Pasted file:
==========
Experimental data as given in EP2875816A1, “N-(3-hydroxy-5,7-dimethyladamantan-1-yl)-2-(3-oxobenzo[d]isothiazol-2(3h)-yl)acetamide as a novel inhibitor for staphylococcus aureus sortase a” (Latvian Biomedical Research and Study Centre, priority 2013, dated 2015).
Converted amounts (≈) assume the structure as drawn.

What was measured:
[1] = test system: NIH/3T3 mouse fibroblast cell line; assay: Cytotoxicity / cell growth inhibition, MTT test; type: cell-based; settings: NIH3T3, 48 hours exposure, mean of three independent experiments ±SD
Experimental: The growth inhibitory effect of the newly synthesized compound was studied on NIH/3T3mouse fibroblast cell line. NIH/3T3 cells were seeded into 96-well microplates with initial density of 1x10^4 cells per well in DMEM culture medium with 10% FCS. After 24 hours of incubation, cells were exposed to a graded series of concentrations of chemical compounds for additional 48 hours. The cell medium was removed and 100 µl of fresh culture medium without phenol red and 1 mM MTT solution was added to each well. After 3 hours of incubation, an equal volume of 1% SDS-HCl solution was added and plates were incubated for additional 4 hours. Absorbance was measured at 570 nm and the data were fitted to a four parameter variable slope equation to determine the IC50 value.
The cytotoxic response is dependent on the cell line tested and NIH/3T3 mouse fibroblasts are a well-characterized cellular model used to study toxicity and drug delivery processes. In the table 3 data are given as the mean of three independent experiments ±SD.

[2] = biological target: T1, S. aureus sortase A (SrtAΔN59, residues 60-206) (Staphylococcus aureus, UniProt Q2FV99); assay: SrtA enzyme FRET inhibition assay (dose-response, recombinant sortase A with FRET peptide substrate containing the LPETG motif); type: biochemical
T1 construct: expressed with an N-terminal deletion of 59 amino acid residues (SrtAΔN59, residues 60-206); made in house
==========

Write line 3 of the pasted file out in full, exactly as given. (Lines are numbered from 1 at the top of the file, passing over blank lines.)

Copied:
What was measured: